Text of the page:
All posts by Deland Chan

Energy Team Update #1

This update is by Christina Zhou, Elsa Wang, Noelle Herring

Residential Heating in 承泽园: A Study of Comparisons

On the fourth floor of the Tsinghua Art and Design building, perched atop lockers next to long windows that span the entire length of one wall of the building’s inside courtyard, I write.  Outside, there is an array of matching windows on each of the other three courtyard walls.  These windows are not identically, as many are cracked open to varying degrees.

While summer draws to a close and Beijing enters its most comfortable season, the pollution remains light, assisted in part by a quiet breeze, yet in just a few months, a dry chill will descend upon the city, casting some areas in severe cold, and a few in severe heat.  As one Tsinghua student described, sometimes the dorms located on higher floors of the dormitory building are heated to such an extent that students want to open the windows in the middle of winter, showing a lack of efficiency in existing HVAC design.

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Electric Vehicles Team Update #1

This post is by Geena Chen, William Woo, Sophia Wu, Fay Yang

What did you do?
Yesterday we rode our bikes to three different sites around Tsinghua University to document our observations of electric vehicles in Beijing. First we stopped at a courtyard of elderly people’s apartments. Because citizens over the age of 60 are forbidden from driving gas-powered vehicles by law, many elderly citizens choose to drive electric vehicles. In the parking spaces around the buildings, we took pictures of six low-end electric vehicles, which were all refitted three-wheel bikes. We were not able to find any vehicle owners to interview at these sites, but William shared his expertise about the vehicles as we walked around so that we could all get a better idea of what the EV landscape is like in Beijing.

Our second site was an EV rental and charging station called Ecar. The parking lot was full, showing us that nobody had rented a vehicle at the time we were there. We took photos of the charging equipment and tried to speak with the employee on duty. Though we didn’t find out much, we plan to return when we have prepared interview questions.

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Food Systems Team Update #1

This post is by Adriana Baird, Moon, Han Lin (Nancy), Alec Hogan, Zoey Zhou Yang

We are the food systems group, investigating the changing nature of food systems and preferences in modern Beijing during this period of rapid urbanization. We are excited to engage in this project through observing people in their environments, interviewing individuals in different places and spaces in Beijing, using other various fieldwork techniques like counting and tracking, and of course, eating the food of Beijing.

What did you do?

We began this workshop as strangers to one another, but have since pushed past the language barrier and are both friends and collaborators. After breaking the initial awkwardness through icebreakers, we got to know each other by sharing experiences. We have shared everything from meals to intimate bike trips and trips to cafes.  The two Americans sat on the back of our Chinese collaborators bikes, which drew quite a few looks and laughs across the Tsinghua campus. In sharing these experiences as a group, we are definitely forming a more cohesive unit that will be beneficial in adding enjoyment and productivity to the experience moving forward. We are leaning the idiosyncrasies of our very different cultures, and are going to try and learn a new phrase from each other every day. Hopefully by the end of the seminar Adriana and Alec will be able to say more than “hello,” “goodbye,” and “thank you” in Chinese, and Nancy, Zoe, and Moon will pick up some American slang.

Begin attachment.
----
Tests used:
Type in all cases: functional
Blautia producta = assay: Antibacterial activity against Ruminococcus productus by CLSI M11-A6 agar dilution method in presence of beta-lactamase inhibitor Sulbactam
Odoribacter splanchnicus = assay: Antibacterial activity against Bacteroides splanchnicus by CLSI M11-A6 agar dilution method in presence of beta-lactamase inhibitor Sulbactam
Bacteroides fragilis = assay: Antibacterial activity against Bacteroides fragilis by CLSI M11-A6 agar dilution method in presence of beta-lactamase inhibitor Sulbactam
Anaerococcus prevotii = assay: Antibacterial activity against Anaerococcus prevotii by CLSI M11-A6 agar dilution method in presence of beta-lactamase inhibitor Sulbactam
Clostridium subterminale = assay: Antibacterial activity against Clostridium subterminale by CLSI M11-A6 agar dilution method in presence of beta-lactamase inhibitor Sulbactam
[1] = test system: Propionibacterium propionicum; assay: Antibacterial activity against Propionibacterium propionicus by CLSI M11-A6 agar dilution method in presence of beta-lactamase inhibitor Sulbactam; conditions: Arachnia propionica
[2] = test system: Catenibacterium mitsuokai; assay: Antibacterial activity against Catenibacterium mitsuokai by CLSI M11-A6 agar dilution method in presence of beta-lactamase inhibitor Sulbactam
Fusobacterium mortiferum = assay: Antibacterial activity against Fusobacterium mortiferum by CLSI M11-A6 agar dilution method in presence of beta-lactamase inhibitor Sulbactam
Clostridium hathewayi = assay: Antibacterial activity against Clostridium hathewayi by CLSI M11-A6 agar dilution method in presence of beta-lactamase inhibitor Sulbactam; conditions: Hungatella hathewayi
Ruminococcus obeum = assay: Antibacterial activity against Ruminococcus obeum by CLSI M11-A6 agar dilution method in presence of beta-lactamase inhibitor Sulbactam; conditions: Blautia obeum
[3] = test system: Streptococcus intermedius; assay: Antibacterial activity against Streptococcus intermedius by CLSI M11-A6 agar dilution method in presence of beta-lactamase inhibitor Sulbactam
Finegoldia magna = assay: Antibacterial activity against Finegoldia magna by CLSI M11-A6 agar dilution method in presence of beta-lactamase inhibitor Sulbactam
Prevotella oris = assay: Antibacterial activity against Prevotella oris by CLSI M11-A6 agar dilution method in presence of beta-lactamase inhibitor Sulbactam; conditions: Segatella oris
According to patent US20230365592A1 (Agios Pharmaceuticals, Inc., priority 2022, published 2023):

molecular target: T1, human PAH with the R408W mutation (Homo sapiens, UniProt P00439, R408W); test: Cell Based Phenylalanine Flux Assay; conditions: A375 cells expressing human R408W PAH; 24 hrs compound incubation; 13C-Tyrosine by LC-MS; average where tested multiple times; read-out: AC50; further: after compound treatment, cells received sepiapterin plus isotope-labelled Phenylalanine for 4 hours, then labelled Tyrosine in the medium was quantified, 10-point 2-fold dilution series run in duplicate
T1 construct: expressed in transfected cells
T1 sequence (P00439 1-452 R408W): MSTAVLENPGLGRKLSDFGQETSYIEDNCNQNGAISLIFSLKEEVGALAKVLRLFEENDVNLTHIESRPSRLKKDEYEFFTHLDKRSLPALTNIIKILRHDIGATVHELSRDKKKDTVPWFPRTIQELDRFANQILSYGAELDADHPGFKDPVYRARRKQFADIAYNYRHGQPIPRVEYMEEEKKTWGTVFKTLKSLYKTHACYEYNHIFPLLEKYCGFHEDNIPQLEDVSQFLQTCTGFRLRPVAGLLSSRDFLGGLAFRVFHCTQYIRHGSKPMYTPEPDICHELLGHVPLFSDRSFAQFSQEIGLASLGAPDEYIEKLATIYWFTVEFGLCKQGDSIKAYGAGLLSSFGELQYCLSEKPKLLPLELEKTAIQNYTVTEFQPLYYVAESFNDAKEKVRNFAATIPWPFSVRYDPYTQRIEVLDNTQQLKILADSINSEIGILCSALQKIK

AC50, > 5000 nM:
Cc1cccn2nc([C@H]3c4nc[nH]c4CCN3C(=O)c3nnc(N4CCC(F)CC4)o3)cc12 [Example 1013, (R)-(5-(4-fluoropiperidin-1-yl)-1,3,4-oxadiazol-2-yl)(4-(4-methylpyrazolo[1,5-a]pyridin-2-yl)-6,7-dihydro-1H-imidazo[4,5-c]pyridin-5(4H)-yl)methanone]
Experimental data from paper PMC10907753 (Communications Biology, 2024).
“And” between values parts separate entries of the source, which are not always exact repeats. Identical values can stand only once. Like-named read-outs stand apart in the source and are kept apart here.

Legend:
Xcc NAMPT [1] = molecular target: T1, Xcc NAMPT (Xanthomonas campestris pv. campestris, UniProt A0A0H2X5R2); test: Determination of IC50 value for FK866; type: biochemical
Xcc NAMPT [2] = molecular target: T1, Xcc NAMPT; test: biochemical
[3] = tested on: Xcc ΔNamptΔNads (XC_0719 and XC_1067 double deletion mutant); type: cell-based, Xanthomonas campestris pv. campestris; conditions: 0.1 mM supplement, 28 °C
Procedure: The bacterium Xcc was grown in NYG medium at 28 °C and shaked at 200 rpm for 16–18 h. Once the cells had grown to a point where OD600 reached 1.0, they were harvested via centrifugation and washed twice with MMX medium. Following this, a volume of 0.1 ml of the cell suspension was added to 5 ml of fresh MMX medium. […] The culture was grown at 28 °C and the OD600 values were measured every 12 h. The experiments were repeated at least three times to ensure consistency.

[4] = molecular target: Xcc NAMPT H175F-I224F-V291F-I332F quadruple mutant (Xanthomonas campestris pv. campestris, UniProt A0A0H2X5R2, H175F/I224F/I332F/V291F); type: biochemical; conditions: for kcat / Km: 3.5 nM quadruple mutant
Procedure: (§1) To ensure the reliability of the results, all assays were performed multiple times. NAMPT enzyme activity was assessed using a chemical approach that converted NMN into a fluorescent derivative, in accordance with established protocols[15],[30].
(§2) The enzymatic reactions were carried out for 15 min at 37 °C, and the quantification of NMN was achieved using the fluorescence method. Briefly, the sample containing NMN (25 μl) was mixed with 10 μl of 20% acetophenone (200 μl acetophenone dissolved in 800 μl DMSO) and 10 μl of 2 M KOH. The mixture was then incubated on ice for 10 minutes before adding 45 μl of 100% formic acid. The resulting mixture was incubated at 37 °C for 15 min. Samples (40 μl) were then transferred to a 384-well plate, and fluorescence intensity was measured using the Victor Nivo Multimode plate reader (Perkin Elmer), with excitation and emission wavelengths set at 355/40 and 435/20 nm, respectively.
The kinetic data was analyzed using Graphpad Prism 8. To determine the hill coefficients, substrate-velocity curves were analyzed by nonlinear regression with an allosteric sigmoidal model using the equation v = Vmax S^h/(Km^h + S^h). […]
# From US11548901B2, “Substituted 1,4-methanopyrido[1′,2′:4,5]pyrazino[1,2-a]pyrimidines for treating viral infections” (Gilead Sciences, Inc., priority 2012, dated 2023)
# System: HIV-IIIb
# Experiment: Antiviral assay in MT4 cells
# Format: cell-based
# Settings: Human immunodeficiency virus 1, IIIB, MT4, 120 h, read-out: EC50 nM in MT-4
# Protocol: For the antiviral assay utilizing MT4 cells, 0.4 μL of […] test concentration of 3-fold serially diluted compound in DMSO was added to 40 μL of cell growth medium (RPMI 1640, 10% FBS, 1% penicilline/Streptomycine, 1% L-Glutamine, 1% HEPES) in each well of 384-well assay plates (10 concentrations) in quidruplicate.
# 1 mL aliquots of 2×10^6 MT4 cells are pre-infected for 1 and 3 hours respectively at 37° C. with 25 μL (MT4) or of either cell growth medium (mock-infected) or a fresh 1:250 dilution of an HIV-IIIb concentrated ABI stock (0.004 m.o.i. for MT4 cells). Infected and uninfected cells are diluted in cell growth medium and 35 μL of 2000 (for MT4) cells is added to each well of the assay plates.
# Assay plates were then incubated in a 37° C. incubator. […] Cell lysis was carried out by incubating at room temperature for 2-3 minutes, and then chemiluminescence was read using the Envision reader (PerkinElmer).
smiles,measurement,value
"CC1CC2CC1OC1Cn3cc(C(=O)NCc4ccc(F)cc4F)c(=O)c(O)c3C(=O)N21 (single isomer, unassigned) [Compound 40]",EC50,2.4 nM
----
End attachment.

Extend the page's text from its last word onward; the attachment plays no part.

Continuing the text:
In terms of formal activities, we have done some preliminary fieldwork and practiced a few fieldwork and observing techniques from the Bridge Café in Wudaokou, presented our observations to the rest of the students in the seminar, and have since begun to delve deeper into forming the foundation for our project. Today we explored the topic of food systems in general through a “mind map” in order to come to a more narrow research question that we can use to address the four pillars of sustainability. It took us a while to come to a research question that we all though was relevant and interesting because of the broad spectrum of the topic and an inability to understand one another perfectly. We spent a lot of time discussing and sharing our views over lunch at the canteen and the Paradiso Café during out break. After a few hours of discussion, we ultimately decided on a research question and proceeded to create our action plan for next week–where we are going to go, who we are going to talk to, and when we are going to do it. We all seem to be on the same page and are excited to go into the field and start researching!